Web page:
Think about the last time you felt connected to the earth. Maybe your mind went back to your summer beach trip when you felt the sand between your toes, or perhaps you thought about the flower bulbs you planted last weekend. This connection is an important one, and it doesn’t have to require a vacation or manual labor. Rather, it can be found by simply sinking your feet into the ground outside.
Back to Your Roots
Grounding, otherwise known as earthing, refers to the act of coming into contact with the earth’s surface—and yes, it can literally mean walking outside barefoot. (Just don’t be surprised if your neighbors start asking questions.) While this on-the-nose grounding method isn’t the only way to feel the effects of the earth’s energy, it is one of the easiest. And if you thought you needed a lush, green yard to practice this therapeutic technique, think again: any type of natural ground works. You can also buy grounding mats or other products, but more on that later. The next time you practice yoga, try doing it outside instead!
To break it down scientifically, the ground has a negative charge, as opposed to the air above the ground, which has a positive charge, as do humans. Simply put, opposites attract. When our bioelectric being comes into contact with the earth’s negative surface, it has the ability to be incredibly healing. Research has been done specifically on the anti-inflammatory and pain-relieving benefits: if you’re experiencing swelling or pain, daily grounding for thirty minutes can help lessen those conditions. Even if you’re not recovering from an injury per se but have a job that requires being on your feet for many hours, it can help alleviate physical stress.
Walking or standing outside barefoot is a simple method of practicing grounding, but the skin-to-earth connection can also be found in water. Swimming in a natural body of water—a lake, an ocean, or a river—can help cool you down while providing a mental recharge. Just be sure to swim in guarded areas, keeping weather conditions in mind.
In a perfect world, we’d all have the softest patch of grass outside the house all year round to practice this technique. But if you don’t have a yard that’s conducive to grounding, or if it’s cold and rainy outside, there are alternative techniques that produce a similar effect. Grounding mats have become increasingly popular, as have grounding bands, blankets, and patches. These products connect you to the earth by way of foam materials made with resin and carbon pigment to give you the benefit of this exercise without leaving your home. The mat also connects to a grounding port, so you’re actually fully connected to the earth. Thus, it’s important to read the instructions carefully to prevent a slight shock.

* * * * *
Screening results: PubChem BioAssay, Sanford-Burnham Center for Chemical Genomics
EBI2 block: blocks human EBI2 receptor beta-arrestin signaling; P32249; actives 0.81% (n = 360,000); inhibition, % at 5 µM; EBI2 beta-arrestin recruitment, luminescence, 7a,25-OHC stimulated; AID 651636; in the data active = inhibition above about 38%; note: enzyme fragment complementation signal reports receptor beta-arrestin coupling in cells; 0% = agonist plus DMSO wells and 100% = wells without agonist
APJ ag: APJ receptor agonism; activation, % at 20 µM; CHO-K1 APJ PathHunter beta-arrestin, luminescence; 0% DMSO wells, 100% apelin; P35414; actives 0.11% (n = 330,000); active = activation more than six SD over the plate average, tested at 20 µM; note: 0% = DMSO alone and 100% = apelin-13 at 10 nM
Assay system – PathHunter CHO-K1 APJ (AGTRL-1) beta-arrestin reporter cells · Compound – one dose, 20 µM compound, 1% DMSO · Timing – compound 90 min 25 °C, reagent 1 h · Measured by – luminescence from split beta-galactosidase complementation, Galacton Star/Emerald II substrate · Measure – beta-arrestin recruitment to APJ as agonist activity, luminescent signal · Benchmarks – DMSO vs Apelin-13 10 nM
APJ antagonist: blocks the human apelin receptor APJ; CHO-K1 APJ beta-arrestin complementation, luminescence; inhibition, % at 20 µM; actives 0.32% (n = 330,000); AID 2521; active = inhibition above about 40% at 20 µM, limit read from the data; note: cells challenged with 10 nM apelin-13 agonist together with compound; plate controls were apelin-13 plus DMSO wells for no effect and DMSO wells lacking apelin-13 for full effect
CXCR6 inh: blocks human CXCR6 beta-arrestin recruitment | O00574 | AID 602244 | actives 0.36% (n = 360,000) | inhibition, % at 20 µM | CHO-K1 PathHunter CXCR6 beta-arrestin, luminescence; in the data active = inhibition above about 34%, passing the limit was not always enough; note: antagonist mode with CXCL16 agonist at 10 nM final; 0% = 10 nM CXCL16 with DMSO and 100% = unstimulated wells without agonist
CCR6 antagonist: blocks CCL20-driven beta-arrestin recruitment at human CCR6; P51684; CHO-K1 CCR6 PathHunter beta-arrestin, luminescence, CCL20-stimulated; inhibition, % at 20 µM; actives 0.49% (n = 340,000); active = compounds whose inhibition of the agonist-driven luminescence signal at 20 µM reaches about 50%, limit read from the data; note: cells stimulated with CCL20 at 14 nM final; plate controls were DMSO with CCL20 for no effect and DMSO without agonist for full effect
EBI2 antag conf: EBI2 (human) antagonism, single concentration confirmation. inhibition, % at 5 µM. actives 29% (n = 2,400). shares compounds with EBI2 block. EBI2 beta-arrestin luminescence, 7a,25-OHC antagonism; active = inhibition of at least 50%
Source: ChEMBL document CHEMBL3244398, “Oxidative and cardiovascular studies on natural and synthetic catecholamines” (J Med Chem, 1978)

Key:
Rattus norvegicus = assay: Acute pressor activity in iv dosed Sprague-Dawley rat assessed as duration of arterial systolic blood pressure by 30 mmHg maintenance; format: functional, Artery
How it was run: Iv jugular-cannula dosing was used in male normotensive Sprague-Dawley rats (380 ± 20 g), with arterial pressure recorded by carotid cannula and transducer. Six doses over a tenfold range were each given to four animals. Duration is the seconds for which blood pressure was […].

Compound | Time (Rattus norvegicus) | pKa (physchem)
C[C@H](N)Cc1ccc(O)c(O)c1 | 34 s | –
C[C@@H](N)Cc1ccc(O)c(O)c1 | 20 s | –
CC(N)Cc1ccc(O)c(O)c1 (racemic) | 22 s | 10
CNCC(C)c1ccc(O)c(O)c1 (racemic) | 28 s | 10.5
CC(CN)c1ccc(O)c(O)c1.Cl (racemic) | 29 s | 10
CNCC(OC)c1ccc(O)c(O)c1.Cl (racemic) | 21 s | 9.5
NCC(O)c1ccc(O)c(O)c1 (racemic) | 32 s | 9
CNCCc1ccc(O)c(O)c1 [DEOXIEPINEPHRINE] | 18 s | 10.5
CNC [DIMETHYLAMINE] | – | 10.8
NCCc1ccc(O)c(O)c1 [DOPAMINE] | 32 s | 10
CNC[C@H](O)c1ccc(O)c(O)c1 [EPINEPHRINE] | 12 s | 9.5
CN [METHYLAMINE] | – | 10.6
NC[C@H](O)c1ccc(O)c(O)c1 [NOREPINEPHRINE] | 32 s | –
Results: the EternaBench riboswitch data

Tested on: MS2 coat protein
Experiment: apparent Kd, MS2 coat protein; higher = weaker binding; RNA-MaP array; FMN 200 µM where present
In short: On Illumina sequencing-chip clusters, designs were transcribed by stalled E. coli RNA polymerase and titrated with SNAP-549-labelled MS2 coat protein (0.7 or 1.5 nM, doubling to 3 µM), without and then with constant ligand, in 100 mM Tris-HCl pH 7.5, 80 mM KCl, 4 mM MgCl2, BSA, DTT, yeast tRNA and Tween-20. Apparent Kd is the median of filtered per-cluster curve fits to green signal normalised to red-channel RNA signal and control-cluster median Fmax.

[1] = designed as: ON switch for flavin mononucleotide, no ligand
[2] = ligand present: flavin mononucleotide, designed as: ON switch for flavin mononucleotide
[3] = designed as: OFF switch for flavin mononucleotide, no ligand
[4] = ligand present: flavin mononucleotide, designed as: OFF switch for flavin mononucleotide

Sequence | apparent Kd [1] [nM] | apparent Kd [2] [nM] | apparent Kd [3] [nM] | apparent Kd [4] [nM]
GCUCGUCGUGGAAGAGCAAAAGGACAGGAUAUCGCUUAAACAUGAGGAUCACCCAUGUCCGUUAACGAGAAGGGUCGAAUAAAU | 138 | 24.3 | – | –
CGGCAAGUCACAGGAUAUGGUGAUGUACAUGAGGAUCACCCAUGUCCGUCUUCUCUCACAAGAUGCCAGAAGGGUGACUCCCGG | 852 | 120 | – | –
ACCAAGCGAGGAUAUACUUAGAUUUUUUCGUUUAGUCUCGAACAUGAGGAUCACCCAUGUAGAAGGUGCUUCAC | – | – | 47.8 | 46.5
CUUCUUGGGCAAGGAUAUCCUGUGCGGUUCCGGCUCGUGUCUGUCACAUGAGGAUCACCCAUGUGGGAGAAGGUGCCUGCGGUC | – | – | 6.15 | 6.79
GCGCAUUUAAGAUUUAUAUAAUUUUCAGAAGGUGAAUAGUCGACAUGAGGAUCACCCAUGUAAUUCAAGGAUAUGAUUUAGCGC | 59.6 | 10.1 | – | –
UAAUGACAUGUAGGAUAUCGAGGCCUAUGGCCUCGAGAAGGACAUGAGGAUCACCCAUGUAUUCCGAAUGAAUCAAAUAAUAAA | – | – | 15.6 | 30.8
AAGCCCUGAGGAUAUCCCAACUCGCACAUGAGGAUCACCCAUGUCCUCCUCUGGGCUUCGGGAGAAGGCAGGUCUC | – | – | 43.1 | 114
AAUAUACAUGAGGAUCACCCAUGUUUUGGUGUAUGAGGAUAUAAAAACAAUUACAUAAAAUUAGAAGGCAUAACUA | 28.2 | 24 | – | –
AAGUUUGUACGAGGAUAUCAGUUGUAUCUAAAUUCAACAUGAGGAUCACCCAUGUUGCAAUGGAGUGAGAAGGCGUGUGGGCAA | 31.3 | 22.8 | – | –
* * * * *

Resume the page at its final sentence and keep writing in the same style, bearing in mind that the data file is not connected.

When it comes to what to do as you ground, the key is to not overthink it. There’s no one-size-fits-all method, but it’s helpful to keep certain tips in mind, especially if you’re new to it:
- As your feet are pressing into the ground, think about your surroundings and your state of mind (e.g., are you feeling stressed, anxious, excited, or content?). The same applies if you’re in water.
- Engage your senses: what do you smell, feel, see, hear, and taste? This is one of the most important elements of grounding that can really help you reap the rewards of this practice. Pay attention to the sounds of birds chirping, cars in the distance, or leaves rustling. Breathe deeply, activating your sense of smell, and look around you.
- Grounding uses similar techniques to meditation; for instance, you should be in the present as much as possible. If you notice your mind wandering, bring it back to the current moment. This can be especially helpful in times of emotional fragility.
- Don’t feel like you have to stay still! You can stretch or even exercise while still remaining grounded. Aim to be aware of your body and what’s happening around you while doing so.
- For a tactile approach, try the 5-4-3-2-1 method. Mentally list five things you see, four things you hear, three things you can touch, two smells, and one taste.
- It’s best to ground in good weather conditions (if you’re practicing outside) or when you’re feeling particularly stressed, anxious, or down in the dumps. Of course, you can ground when you’re in a good mood, too. That way, when you find yourself having a bad day, you know what you need to do.
- Grow something! Gardening will literally reestablish your connection to the earth, simply by forcing you to get your hands dirty. What starts with one tomato plant could one day turn into the neighborhood’s brightest, biggest garden full of veggies, flowers, and plants.
A Lifelong Connection
Let’s face it: as humans, we tend to take for granted the simple pleasure of taking a walk on a perfectly sunny day or the amount of nutrients the plants around us give off. Grounding aims to help you forge a stronger, better connection to our planet. It can turn a bad day around, remind you to be more grateful, and give you a little nudge to spend more time in the great outdoors.